Constance Ash of Deep Genre relates a ballet to Buffy the Vampire Slayer in a multi-part series that forces me to fudge the nomination cut-off, from Part IV:
In a sense, Mina is a foremother of Buffy the Vampire Slayer. In Buffy it is the male characters who are changed into monsters by sex. In the place of the Brotherhood of True Men who destroy Lucy in an ecstasy of voluptuous force, Buffy slays these monster males – or, on occasion, transforms them.The whole series is brilliant.
Ariel shares some thoughts stemming from a presentation she made on Racialized Trafficking of Bodies in World of Warcraft:
I’m happy my first presentation to a big group (outside of the classroom) went so well. I closed by saying although I believe video games in many ways are sexist, racist, and classist, it’s okay to both critique and enjoy them, and that I’m optimistic people like us can demand games become more progressive.
With all of these lovely submissions and nominations, I wasn't sure whether to include something from this very blog, or if the analysis of the panel earlier was sufficient. It felt unfair to hog two posts on the Carnival even rationalizing it as "two different blogs". I broke other rules such as the date restrictions with stretchier rationalization ("It's the first one," I told myself, "Technically everything ever written falls under your submission period). I agonized over it, and as I am a shameless attention seeker who loves to see her own writing -- and I do write at more than one blog -- I chose to do the unforgivable and offer a second sample of my humble efforts, a stream of conciousness scribbling that touches on why I personally felt an event like this was needed. My sincerest apologies to those of you who submitted more than one nomination and saw it cut out. Takes off top-hat and bows her head apologetically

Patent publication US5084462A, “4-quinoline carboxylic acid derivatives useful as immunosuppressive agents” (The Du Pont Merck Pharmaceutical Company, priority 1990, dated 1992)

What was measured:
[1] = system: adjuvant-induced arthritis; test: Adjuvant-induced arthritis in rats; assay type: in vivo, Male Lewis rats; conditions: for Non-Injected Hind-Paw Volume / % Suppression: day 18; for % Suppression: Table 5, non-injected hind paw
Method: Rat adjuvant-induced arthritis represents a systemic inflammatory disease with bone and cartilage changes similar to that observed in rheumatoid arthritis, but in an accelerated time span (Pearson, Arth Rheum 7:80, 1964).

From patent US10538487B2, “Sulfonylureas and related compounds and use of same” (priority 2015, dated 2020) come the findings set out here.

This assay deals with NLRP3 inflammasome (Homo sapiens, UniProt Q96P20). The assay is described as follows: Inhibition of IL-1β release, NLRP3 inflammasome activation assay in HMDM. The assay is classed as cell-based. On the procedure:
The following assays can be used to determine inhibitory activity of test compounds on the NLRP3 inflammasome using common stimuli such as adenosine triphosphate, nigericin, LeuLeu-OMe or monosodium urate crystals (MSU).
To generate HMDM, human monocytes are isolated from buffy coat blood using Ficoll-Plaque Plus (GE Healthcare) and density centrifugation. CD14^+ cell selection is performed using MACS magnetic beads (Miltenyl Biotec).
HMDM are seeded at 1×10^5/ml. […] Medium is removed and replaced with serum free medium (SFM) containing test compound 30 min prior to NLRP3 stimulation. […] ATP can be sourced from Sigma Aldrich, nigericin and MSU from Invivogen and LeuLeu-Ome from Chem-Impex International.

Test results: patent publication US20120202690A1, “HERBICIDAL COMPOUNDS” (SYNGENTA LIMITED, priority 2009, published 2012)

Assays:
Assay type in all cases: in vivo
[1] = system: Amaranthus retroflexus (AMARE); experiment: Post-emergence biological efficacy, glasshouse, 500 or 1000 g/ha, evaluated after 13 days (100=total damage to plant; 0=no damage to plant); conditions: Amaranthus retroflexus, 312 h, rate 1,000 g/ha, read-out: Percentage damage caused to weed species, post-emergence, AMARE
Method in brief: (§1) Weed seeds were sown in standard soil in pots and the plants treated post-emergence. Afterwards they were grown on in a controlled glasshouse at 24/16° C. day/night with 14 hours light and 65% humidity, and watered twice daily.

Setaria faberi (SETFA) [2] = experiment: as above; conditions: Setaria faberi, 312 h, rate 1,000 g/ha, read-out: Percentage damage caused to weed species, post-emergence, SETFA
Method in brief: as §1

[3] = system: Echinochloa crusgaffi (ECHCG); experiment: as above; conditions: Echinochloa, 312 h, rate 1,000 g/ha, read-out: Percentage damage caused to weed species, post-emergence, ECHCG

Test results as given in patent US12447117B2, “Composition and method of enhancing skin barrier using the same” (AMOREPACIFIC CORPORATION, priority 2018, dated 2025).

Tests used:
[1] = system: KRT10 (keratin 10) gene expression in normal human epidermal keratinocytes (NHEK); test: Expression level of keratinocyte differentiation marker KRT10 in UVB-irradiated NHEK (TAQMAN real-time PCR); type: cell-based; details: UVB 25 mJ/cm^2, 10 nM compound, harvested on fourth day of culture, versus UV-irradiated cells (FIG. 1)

And with that, (Replaces Tophat) our unfortunately short show draws to a close. I'm more than pleased with the turn-out, especially as this was the first-ever carnival. My When Fangirls Attack partner Kalinara has graciously decided to host the Second Carnival of Feminist Science Fiction and Fantasy Fans at Pretty, Fizzy Paradise on July 18th, details here.
If your craving for thought-provoking reading is still unsatisfied, there are other venues of feminist reading out right now. The Second Erase Racism Carnival has been up for over a week now. And the Second Carnival to End Sexual Violence is up at Abyss2Hope. And the big one, the The Mainstream Carnival of Feminists is expected on the Fifth of July. Bitch|Lab hosted the previous edition and if you haven't seen it I urge you to drop by.
Hat comes off again, takes a bow.
I'd like to thank everyone who submitted, nominated, and spread the word about this Carnival. And I'd like to thank you for reading. Please come by again, and please, feel free to link this and the future editions whereever applicable.
After another slight bow, the monstrosity replaces her hat and hops down from the stage.
((EDIT: In my sleep deprived state this morning, I left out 4 wonderful posts that had been on my list -- My apologies for that. Merc Wanderer's Chris Lightfellow fanfiction, Valerie's review of Squadron Supreme #4, Constance Ash's piece on vampire ballet, and Shannon's article on Allies are edited in as of Sunday afternoon. Sorry!))
((And, for those of you wondering, this is why I skipped my regular Saturday feature on this blog. Figured it more than made up for it.))